WILLIAMSTOWN — Songwriter Bernice Lewis has been playing the ukulele long before the stringed instrument became popular.

When Lewis joined the Ladies Auxiliary Ukulele Orchestra nearly 25 years ago, the band was adapting music from Mozart to Led Zeppelin, as ukuleles were largely novelty instruments. Now, she said, "everyone seems to have one."

She credits the appeal to its accessibility.

"You could spend a lifetime learning to be a maestro, but I could teach just about anybody how to play 'You are my Sunshine' in three minutes," she said. "You can buy a half-way decent one for very little money, and it's very transportable."

It's the instrument's size that first drew the Williams College songwriting teacher to it.

Following arm and shoulder injuries, she gravitated toward the ukulele.

"For women, the guitar is a little big, [whereas] the ukulele organically fits our body size," she said.

It's size is why Lewis' daughter, Mariah, has joined her mother's band, making the ukulele a family affair.

"My [primary] instrument is piano," said Mariah, 17, "but we can't lug a baby grand around. The one we truly have in common is the ukulele."

"She's a very good musician and picks things up very quickly," acknowledged Lewis, "but the biggest challenge of playing with your kid is you have to be mom first."

Mariah — who has been performing her own songs with her mother in front of crowds since she was 12 — will join Lewis and Boston-based bassist Maya Mortman for two Ladies Auxiliary Ukulele Orchestra performances on Friday evening: one in New Lebanon, N.Y., the other in Sheffield.

Mortman, who plays both stand-up and ukulele bass, grew up in the Berkshire area and attends Berklee School of Music in Boston. She is the newest member of the trio, bringing that three-part harmony Lewis so craves. While the band is often a duo, "I'm always hungering for that third harmony," Lewis explained. "When you add the third part, it's kind of magical."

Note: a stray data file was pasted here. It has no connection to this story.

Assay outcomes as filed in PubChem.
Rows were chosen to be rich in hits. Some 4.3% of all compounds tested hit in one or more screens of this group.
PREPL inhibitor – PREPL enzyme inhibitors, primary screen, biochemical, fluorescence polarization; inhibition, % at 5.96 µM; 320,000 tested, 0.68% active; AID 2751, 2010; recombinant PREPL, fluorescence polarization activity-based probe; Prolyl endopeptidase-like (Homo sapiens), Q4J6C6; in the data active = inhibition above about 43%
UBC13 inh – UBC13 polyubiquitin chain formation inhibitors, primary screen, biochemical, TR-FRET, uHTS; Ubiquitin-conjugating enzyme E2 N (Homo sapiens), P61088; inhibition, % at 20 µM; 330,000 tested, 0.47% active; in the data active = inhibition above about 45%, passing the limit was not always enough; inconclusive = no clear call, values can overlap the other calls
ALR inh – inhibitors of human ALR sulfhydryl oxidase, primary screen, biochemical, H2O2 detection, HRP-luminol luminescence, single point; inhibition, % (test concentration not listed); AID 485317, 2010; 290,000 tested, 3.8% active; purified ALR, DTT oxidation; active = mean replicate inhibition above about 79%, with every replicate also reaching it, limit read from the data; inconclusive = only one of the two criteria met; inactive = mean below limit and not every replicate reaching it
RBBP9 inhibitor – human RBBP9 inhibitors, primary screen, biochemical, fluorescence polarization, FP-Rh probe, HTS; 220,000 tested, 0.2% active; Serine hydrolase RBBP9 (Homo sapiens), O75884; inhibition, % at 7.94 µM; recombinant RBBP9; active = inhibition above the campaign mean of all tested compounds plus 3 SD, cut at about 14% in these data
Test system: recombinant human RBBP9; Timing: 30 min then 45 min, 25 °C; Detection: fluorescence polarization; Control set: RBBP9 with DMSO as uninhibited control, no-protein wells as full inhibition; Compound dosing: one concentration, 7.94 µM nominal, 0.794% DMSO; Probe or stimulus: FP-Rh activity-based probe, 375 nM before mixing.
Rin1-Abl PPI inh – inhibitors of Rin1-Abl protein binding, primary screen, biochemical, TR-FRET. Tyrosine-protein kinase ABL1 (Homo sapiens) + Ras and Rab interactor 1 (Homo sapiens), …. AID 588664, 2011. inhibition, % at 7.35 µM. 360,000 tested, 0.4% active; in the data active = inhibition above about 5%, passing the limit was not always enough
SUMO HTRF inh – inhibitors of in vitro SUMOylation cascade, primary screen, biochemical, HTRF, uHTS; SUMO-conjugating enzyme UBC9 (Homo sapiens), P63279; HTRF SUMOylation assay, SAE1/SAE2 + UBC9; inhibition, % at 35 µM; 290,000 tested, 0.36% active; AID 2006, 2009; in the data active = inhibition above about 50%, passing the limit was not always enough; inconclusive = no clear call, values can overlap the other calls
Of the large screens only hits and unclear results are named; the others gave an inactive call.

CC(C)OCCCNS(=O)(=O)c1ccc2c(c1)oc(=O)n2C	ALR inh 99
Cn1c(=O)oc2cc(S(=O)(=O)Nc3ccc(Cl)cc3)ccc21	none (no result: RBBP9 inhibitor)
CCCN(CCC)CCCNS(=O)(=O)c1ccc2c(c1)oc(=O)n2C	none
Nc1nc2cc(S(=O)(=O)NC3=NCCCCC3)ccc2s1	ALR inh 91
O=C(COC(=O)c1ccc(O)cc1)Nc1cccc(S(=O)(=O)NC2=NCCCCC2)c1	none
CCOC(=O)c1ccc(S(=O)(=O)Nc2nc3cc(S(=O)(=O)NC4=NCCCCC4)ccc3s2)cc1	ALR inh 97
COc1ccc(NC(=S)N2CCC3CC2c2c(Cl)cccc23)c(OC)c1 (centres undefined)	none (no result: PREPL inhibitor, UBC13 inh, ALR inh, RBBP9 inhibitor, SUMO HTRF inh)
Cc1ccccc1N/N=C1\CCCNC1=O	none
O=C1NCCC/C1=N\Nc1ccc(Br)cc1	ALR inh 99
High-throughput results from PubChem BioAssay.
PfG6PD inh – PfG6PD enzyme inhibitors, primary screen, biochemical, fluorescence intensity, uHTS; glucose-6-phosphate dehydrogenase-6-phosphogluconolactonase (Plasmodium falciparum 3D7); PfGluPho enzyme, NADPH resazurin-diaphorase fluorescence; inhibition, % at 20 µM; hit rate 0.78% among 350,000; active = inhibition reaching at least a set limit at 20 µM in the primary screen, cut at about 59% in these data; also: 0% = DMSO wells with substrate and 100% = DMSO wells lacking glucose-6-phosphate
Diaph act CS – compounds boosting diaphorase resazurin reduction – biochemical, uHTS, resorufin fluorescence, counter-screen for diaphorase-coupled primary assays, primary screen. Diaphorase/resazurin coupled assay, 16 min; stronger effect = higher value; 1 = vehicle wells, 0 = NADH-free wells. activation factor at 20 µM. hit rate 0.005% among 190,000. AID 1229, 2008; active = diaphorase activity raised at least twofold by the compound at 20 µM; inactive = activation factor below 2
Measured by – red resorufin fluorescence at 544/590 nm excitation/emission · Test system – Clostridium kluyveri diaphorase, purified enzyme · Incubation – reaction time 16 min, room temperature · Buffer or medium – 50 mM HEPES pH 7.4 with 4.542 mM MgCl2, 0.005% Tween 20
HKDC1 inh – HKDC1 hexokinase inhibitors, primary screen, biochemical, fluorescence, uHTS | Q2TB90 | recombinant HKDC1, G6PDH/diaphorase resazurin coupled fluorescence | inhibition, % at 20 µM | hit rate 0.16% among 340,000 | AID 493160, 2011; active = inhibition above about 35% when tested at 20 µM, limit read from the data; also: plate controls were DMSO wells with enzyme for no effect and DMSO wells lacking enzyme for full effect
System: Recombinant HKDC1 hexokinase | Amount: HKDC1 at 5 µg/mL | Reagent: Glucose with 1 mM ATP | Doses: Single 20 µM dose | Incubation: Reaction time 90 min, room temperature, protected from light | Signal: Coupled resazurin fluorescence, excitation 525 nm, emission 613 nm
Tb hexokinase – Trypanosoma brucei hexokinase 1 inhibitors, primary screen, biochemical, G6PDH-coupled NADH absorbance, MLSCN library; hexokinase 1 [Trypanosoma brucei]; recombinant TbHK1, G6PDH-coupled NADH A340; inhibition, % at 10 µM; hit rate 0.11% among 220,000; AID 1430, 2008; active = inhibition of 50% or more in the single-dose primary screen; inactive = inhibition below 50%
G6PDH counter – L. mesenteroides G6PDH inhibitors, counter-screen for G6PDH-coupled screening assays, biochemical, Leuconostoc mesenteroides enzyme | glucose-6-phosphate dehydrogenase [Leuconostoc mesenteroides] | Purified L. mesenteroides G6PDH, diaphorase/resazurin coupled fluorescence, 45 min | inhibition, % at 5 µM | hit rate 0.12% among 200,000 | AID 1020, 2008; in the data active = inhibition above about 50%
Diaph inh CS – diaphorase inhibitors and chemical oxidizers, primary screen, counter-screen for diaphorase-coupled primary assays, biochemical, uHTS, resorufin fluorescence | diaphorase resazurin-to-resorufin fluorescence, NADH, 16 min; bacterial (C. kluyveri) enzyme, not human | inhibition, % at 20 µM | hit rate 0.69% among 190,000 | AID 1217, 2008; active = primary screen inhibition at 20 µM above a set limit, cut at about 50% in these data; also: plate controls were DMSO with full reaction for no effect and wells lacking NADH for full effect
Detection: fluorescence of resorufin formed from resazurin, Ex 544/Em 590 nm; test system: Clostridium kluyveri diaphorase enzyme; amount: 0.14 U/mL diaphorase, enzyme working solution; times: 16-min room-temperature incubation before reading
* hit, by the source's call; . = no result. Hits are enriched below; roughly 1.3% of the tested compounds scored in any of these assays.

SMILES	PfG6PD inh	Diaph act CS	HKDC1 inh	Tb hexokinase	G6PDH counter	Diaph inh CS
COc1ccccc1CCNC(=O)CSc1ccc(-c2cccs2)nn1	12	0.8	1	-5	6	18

Brought to the Hawaiian islands by Portuguese sailors, ukuleles ranging in size from soprano to bass are made throughout the U.S., including the Berkshires. Lewis plays a Mya-Moe ukulele from Washington state, and recently bought two more made from Nicaraguan cocobolo wood. The two previous bass players were men. One, Dale Ott, "voluntarily shows up in a skirt," Lewis said, "and Dan Broad has hair longer than both of us."

But Lewis — who came to music late in life, learning guitar in her early 30s — also craved both the company and creativity of women.

"I was always interested in joining an all-female [band] and singing three-part harmony," she said. "With the overt masculinity of the music business, you're functioning constantly in a locker room."

About five years ago, Lewis was motivated to challenge the ukulele to be something that was not only witty — which most ukulele music is — but also beautiful.

"We mix it up with the guitar and do a lot of originals, as well as cover songs," she said.

Though the group has seen many changes, both musically and in its size, the mother-daughter duo work to keep it going.

"One of the reasons I've been motivated to hold this group together," said Lewis, "is because, particularly for women, it's healing to sing and play together."

"We have very different voices, but really enjoy harmonizing together," Mariah said. "People comment on how the blend of two voices that really know each other works so well."

Mariah hopes to attend college close enough to continue performing with her mother — "if she'll have me," she said.

"We just take it as it comes," her mom replied. "I still think there's room out there for a kick-ass all-female ukulele band."